A version of this story about Jessie Buckley first appeared in the “Dark Horses We Love” section of the Actors/Directors/Screenwriters issue of TheWrap’s Oscar magazine.
More people will see Jessie Buckley this awards season in “Judy,” where she plays Judy Garland’s long-suffering minder at a British nightclub. But while she’s great in the Renée Zellweger-led indie, the year’s unmissable Buckley performance comes in a tiny indie gem, “Wild Rose,” in which she plays a young mother from Glasgow who’s obsessed with country music and determined to make it in Nashville regardless of the toll it takes on those around her.
Buckley, who isn’t Scottish (she’s Irish) and didn’t love country music before she made the film (“I thought it was a bit hick,” she admitted), is nonetheless riveting, a pint-sized force of nature whose passion for four chords and the truth blinds her for a while to a lot of other important things in her life.
“It was just an incredibly beautiful journey that began from the moment it came into my lap,” she said of the film, which director Tom Harper mentioned to her in a pub one night while she was working on his BBC miniseries “War & Peace.”
And it turns out that even though she wasn’t a country fan or a Scot, Buckley’s background was just right for the part of Rose-Lynn Harlan. “I come from a very musical family, and they called me the singing monster for a few years,” she said. “I had always sung at home, probably to the annoyance of my sisters and brothers. But I hadn’t really done it for a while before this film — I’d kind of lost my nerve with it, so it’s been really nice to have it come back into my life.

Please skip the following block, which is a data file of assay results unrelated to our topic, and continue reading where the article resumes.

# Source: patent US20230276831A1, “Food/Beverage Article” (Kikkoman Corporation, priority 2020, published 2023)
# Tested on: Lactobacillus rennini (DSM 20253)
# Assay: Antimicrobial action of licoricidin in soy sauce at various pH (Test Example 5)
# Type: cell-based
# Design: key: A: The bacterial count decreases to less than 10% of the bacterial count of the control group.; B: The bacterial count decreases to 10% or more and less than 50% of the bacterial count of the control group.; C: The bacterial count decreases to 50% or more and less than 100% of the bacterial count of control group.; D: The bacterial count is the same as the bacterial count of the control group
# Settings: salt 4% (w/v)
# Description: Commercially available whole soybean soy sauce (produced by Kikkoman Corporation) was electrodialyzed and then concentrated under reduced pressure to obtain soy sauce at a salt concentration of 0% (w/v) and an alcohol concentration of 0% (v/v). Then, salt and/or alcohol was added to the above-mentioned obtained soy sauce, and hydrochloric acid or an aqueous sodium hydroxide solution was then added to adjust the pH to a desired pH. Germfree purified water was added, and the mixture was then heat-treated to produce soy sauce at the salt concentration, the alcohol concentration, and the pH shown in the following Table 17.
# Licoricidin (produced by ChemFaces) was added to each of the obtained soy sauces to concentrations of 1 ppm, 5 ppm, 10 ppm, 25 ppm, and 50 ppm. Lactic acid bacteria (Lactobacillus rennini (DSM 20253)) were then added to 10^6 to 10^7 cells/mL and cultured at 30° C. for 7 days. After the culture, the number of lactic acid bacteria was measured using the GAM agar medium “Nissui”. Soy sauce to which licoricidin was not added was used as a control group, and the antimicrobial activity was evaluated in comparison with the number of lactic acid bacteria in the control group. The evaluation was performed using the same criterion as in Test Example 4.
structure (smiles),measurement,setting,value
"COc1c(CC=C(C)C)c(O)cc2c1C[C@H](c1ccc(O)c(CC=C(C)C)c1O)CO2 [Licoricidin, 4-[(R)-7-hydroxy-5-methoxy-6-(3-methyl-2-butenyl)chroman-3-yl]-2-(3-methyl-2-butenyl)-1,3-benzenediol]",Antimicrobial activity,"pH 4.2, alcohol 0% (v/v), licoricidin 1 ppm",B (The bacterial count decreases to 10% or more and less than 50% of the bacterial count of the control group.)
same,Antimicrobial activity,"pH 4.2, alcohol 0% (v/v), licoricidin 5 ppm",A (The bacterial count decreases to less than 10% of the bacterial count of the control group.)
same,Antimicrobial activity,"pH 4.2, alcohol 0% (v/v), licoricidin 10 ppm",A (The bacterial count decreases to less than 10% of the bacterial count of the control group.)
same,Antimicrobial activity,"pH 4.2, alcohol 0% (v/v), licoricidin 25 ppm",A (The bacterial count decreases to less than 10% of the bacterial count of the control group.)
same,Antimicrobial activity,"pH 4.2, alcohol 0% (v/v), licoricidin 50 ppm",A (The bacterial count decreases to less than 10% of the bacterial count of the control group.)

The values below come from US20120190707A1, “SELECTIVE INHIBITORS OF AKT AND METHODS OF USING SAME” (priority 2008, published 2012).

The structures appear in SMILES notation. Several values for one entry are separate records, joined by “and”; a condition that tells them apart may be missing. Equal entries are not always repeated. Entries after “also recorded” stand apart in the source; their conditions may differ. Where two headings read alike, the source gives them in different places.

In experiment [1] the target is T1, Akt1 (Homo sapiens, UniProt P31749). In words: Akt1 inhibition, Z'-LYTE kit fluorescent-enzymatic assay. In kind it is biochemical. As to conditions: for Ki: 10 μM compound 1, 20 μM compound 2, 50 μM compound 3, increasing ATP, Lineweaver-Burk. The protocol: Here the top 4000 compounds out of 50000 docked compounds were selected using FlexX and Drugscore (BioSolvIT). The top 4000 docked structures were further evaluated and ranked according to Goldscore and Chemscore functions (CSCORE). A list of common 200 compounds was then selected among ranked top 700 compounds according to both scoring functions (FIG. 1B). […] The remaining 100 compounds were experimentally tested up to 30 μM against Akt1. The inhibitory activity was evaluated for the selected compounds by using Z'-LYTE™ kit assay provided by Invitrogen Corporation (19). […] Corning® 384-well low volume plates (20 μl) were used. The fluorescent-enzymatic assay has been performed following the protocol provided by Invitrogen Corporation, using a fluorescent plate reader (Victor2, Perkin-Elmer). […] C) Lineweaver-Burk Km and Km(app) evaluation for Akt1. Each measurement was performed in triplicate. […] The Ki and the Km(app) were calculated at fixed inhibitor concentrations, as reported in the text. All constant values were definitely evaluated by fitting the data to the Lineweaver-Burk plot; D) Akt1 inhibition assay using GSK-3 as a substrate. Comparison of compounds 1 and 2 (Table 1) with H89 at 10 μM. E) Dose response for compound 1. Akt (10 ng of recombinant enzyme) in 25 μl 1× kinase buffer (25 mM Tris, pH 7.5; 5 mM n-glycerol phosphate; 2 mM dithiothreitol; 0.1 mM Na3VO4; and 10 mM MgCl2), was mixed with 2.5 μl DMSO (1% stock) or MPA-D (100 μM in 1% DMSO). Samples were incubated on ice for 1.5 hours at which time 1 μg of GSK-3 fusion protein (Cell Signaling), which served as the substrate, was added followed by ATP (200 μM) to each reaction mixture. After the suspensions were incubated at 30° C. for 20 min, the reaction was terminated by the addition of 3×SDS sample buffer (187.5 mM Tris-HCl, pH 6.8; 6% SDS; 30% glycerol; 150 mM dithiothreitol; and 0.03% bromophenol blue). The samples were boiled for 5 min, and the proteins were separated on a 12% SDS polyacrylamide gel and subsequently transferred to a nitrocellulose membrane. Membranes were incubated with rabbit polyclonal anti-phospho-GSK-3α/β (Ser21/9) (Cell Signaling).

That passion for music, she added, was ground zero for her performance. “I really started finding my character from the belly of country music, because she’s purely driven from her gut by that passion,” she said. “I was shooting something else in Belfast, and every weekend I flew over and rehearsed with the band in London. And I also worked on the accent, which is such a strong and bold and fierce and emotional accent.
“I like to start way in advance and let all those things sink in, so when I get to the shoot I can just play,” she said. “Rose-Lynn has her own thoughts then.”
And yes, the film did turn her into a country music fan. “Now I am completely head-over-heels in love with it,” Buckley admitted. “It’s really opened my eyes and my heart and my ears to something I didn’t know existed.”
To read more from the Actors/Directors/Screenwriters issue, click here.